« PreviousContinue »
persons are usually afraid of very silent shy ones. She cast a hasty glance at her master, who was beginning to evince signs of attention, and cried promptly, “ No, ma'am, it was not the dear boy-it was I !”
“ You! How could you be so careless ? and you knew how I prized them both. O Primmins ! ”
Primmins began to sob.
“Don't tell fibs, nursey,” said a small shrill voice; and Master Sisty (coming out of the house as bold as brass 4) continued rapidly,
“ don't scold Primmins, mamma; it was I who pushed out the flower-pot.”
“ Hush !” said nurse, more frightened than ever, and looking aghast towards my father, who had very deliberately taken off his hat, and was regarding the scene with serious eyes wide-awake.
“Hush! And if he did break it, ma'am, it was quite an accident; he was standing so," and he never meant it, did you, Master Sisty ? Speak" (this in a whispero),
will be so angry.” Well,” said my mother, “ I suppose it was an accident; take care in future, my child. You are sorry, I
see, to have grieved me. There's a kiss ; don't fret."
No, mamma, you must not kiss me; I don't deserve it. I pushed out the flower-pot on purpose.”
Of very silent shy ones, De ceux qui sont fort silencieux et réservés.—? And you knew how I prized them both, Et vous saviez combien j'y tenais.—3 Don't tell fibs, Ne dis donc pas de menteries (childish and familiar expression instead of mensonges).-—4 A8 bold as brass, Hardi comme un page.—5 Who had very deliberately taken off his hat, Qui s'était décidé à retirer son chapeau.—6 Wide-awake, Tout grands ouverts.—7 He was standing so, Il était là tout à côté.
_ And he never meant it, Et il ne l'a pas fait exprès. This in a whisper, Ajouta-t-elle tout bas.
“Ha! and why?" said my father, walking up.' Mrs. Primmins trembled like a leaf.
“ For fun !” said I, hanging my head—“just to see how you'd look,” papa ; and that's the truth of it. Now beat me, do beat me."
My father threw his book fifty yards off, stooped down, and caught me to his breast. · Boy,” he said,
you have done wrong; you shall repair it by remenbering all your life that your father blessed God for giving him son who spoke truth in spite of fear. Oh! Mrs. Primmins, the next fable of this kind you try to 4 teach him, and we part for ever.”.
Not long afters that event, Mr. Squills, who often made me little presents, gave me one far exceeding in value those usually bestowed on children—it was beautiful large domino-box in cut ivory, painted and gilt. This domino-box was my delight. I was never weary of playing at dominoes with Mrs. Primmins, and I slept with the box under my pillow.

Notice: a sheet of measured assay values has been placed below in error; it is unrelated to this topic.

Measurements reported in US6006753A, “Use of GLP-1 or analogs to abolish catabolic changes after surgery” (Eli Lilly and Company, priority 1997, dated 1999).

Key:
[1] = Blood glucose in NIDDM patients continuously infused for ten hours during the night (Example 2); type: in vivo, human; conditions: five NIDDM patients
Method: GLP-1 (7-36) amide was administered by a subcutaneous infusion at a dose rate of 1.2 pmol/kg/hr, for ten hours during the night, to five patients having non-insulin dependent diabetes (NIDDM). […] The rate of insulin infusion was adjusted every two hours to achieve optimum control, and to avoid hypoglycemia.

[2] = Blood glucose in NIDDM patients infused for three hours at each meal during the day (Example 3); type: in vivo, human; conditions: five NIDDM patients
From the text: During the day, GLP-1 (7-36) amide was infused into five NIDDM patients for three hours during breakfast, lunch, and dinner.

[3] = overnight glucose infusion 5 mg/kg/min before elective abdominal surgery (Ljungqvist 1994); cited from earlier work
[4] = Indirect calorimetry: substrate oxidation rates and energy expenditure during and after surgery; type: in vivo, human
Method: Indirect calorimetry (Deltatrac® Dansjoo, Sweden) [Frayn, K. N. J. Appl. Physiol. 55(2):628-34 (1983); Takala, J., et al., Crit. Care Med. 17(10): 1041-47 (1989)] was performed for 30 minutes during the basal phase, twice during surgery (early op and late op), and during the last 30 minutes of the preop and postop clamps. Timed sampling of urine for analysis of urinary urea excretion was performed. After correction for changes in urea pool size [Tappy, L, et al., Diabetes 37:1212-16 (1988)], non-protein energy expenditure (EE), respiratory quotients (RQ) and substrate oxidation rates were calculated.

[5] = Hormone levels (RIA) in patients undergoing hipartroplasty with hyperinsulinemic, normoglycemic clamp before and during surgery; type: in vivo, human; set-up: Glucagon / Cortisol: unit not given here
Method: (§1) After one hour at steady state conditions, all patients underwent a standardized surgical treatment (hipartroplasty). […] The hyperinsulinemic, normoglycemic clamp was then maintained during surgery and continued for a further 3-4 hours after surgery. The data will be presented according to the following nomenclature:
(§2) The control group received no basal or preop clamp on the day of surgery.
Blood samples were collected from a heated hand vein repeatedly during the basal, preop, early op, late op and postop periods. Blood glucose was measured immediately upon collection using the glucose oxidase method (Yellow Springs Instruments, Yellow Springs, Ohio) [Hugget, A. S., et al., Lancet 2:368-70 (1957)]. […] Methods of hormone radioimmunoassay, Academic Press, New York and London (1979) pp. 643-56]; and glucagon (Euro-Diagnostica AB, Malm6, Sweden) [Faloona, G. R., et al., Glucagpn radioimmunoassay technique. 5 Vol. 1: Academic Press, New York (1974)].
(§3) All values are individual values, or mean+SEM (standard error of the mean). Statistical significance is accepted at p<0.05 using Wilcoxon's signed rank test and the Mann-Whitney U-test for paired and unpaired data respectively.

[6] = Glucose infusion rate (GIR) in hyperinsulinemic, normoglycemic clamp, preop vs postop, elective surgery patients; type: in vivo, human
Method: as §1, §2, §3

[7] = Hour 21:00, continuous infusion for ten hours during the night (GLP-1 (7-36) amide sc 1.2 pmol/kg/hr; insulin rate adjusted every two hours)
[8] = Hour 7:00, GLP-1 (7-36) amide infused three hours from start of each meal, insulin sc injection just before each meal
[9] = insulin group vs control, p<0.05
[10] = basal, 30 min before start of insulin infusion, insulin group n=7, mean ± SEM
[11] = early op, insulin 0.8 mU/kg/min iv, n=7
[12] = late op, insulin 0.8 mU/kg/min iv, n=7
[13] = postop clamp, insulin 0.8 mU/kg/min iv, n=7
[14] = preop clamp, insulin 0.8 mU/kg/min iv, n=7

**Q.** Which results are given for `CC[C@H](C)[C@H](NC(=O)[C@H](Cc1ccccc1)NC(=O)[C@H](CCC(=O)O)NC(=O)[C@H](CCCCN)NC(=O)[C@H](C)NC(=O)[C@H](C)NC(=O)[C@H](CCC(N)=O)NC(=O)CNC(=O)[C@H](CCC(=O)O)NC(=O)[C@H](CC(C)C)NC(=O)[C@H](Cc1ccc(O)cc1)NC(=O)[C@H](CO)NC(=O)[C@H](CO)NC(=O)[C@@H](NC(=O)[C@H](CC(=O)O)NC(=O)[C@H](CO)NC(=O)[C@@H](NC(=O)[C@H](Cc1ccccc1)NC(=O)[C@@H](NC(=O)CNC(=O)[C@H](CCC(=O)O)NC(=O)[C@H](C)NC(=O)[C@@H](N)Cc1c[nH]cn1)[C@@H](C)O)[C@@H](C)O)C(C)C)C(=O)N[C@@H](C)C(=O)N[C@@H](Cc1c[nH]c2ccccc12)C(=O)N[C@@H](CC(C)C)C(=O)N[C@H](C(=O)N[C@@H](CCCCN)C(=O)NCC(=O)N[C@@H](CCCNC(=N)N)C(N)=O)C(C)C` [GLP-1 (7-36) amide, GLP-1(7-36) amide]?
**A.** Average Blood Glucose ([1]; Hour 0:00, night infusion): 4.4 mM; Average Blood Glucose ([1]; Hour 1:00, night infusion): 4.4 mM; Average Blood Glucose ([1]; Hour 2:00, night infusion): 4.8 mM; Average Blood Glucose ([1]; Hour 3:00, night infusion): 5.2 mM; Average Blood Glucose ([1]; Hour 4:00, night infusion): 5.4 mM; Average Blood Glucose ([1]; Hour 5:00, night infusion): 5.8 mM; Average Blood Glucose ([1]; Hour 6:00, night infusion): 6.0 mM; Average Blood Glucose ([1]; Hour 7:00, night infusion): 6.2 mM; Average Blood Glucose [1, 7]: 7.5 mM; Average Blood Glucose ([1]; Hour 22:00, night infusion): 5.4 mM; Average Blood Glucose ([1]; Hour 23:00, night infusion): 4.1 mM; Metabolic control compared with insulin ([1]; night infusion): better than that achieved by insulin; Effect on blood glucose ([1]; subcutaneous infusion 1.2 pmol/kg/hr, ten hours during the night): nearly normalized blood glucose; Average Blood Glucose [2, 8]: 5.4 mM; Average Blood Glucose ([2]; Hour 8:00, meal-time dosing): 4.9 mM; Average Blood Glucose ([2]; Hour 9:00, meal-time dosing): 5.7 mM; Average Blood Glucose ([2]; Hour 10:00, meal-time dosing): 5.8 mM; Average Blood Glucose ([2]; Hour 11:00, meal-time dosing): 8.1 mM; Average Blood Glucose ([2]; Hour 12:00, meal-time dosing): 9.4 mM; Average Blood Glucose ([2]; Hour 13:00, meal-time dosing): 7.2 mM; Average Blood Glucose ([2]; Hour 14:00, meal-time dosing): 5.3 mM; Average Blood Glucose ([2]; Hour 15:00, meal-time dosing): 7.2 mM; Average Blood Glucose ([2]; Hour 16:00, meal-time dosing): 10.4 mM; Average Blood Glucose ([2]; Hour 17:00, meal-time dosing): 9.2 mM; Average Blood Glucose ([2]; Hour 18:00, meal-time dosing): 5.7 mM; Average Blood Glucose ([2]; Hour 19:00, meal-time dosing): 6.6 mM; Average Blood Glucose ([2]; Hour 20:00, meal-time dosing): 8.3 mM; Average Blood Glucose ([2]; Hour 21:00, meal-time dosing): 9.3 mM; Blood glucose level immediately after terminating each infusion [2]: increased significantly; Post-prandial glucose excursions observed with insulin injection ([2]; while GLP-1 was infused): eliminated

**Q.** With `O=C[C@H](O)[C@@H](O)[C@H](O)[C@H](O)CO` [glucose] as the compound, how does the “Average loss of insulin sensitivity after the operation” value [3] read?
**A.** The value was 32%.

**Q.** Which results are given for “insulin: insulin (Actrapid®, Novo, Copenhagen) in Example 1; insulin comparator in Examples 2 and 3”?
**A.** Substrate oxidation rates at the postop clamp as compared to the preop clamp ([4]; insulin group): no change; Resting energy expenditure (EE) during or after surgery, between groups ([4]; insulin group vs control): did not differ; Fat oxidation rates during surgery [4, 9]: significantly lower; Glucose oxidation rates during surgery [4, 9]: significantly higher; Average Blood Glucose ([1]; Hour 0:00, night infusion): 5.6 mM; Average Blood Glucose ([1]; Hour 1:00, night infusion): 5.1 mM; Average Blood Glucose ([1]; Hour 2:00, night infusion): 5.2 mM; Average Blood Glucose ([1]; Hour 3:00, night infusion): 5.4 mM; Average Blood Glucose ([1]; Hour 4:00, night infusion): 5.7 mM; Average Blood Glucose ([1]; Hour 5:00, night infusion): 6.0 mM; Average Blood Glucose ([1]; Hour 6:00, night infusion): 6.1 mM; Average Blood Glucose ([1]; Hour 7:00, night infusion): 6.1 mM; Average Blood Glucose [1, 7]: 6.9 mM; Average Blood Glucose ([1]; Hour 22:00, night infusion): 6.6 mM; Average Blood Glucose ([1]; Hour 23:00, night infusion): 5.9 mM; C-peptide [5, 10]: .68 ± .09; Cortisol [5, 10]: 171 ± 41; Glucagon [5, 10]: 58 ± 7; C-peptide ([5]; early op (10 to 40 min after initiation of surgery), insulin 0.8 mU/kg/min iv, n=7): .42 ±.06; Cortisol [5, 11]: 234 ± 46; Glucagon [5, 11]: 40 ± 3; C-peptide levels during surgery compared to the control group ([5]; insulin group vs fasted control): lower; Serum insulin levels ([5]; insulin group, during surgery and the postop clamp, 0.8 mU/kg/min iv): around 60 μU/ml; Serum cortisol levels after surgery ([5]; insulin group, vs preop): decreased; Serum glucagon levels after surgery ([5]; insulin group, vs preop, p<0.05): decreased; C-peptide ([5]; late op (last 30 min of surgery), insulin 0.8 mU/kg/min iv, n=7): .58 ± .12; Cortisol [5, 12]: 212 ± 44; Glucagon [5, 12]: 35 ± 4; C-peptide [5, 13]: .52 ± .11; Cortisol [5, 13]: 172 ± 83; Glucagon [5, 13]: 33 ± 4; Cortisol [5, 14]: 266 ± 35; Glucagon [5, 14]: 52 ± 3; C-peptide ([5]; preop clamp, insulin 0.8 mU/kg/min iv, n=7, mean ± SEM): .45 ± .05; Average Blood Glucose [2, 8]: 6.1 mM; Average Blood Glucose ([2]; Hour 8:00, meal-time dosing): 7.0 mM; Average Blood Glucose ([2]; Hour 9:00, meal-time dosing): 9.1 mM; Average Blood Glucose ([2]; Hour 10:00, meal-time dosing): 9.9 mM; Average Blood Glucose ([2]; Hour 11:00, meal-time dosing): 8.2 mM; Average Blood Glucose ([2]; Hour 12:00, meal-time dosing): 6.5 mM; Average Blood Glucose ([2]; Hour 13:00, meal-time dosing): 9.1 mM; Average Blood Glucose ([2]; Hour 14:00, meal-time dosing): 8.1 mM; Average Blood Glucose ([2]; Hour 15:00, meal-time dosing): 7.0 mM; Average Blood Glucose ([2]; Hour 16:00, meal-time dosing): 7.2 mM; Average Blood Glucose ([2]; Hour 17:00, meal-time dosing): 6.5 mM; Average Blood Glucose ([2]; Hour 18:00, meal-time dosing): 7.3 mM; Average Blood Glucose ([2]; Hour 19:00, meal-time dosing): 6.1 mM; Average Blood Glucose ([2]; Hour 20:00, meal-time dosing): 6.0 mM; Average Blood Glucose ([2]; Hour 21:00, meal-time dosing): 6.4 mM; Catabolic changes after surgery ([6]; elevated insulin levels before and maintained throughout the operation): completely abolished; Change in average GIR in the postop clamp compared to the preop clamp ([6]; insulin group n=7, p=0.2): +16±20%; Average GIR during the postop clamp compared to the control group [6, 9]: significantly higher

“Ah!” said my father one day when he found me ranging the ivory parallelograms in the parlour, “ ah! you like that better than all your playthings, eh?”
“Ah! yes, papa.”
“ You would be very sorry if your mamma was to throw that box out of the window and break it for fun." I looked beseechingly6 at my father, and made no
1 Walking up, En s'approchant.--2 To see how you'd look, Pour voir quelle figure vous feriez.—3 Fifty yards off, Loin de lui.* The next fable of this kind you try to, A la première histoire pareille que vous essaierez de.—5 Not long after, Peu de temps après.Beseechingly, D'un air suppliant.
“But perhaps you would be very glad," he resumed, “if suddenly one of those good fairies you read of could change the domiuo-box into a beautiful geranium in a beautiful blue-and-white flower-pot, and that you could have the pleasure of putting it on your mamma's windowsill."
“ Indeed I would !” said I, half crying.”
“My dear boy, I believe you ; but good wishes don't mend bad actions—good actions mend bad actions."
So saying, he shut the door and went out. I cannot tell you how puzzled I was to make out what
father meant by his aphorism. But I know that I played at dominoes no more that day. The next morning my father found me seated by myself 4 under a tree in the garden ; he paused and looked at me with his grave bright eyes very steadily.